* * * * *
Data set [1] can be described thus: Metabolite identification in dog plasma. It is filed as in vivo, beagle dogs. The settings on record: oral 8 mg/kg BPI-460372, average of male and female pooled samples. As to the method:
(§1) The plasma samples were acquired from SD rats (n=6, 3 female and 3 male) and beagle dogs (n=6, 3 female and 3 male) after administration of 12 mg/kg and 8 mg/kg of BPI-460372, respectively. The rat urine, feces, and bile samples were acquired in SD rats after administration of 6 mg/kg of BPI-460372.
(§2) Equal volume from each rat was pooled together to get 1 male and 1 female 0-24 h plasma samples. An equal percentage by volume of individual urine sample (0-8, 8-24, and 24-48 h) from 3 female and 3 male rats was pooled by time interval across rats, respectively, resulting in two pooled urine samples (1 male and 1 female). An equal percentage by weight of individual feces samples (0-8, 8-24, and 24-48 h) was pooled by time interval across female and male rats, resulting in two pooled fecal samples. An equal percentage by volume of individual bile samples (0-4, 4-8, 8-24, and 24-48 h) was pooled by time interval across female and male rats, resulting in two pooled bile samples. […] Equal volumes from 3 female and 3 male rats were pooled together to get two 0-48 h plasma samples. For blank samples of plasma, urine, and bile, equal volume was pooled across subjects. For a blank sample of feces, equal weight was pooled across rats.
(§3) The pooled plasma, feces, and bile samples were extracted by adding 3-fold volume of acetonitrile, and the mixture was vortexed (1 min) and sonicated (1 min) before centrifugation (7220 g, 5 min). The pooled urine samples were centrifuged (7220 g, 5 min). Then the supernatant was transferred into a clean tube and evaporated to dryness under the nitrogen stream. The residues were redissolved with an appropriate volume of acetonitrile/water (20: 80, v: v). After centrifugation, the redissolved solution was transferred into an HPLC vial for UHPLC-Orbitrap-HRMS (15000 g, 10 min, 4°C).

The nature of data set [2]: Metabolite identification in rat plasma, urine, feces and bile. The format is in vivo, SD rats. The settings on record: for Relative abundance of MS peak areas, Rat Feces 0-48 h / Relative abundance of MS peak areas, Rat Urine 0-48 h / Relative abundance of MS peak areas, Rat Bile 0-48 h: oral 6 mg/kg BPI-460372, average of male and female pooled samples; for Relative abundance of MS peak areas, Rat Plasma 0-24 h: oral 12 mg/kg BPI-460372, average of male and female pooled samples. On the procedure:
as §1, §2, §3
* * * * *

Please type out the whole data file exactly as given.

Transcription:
Data set [1] can be described thus: Metabolite identification in dog plasma. It is filed as in vivo, beagle dogs. The settings on record: oral 8 mg/kg BPI-460372, average of male and female pooled samples. As to the method:
(§1) The plasma samples were acquired from SD rats (n=6, 3 female and 3 male) and beagle dogs (n=6, 3 female and 3 male) after administration of 12 mg/kg and 8 mg/kg of BPI-460372, respectively. The rat urine, feces, and bile samples were acquired in SD rats after administration of 6 mg/kg of BPI-460372.
(§2) Equal volume from each rat was pooled together to get 1 male and 1 female 0-24 h plasma samples. An equal percentage by volume of individual urine sample (0-8, 8-24, and 24-48 h) from 3 female and 3 male rats was pooled by time interval across rats, respectively, resulting in two pooled urine samples (1 male and 1 female). An equal percentage by weight of individual feces samples (0-8, 8-24, and 24-48 h) was pooled by time interval across female and male rats, resulting in two pooled fecal samples. An equal percentage by volume of individual bile samples (0-4, 4-8, 8-24, and 24-48 h) was pooled by time interval across female and male rats, resulting in two pooled bile samples. […] Equal volumes from 3 female and 3 male rats were pooled together to get two 0-48 h plasma samples. For blank samples of plasma, urine, and bile, equal volume was pooled across subjects. For a blank sample of feces, equal weight was pooled across rats.
(§3) The pooled plasma, feces, and bile samples were extracted by adding 3-fold volume of acetonitrile, and the mixture was vortexed (1 min) and sonicated (1 min) before centrifugation (7220 g, 5 min). The pooled urine samples were centrifuged (7220 g, 5 min). Then the supernatant was transferred into a clean tube and evaporated to dryness under the nitrogen stream. The residues were redissolved with an appropriate volume of acetonitrile/water (20: 80, v: v). After centrifugation, the redissolved solution was transferred into an HPLC vial for UHPLC-Orbitrap-HRMS (15000 g, 10 min, 4°C).

The nature of data set [2]: Metabolite identification in rat plasma, urine, feces and bile. The format is in vivo, SD rats. The settings on record: for Relative abundance of MS peak areas, Rat Feces 0-48 h / Relative abundance of MS peak areas, Rat Urine 0-48 h / Relative abundance of MS peak areas, Rat Bile 0-48 h: oral 6 mg/kg BPI-460372, average of male and female pooled samples; for Relative abundance of MS peak areas, Rat Plasma 0-24 h: oral 12 mg/kg BPI-460372, average of male and female pooled samples. On the procedure:
as §1, §2, §3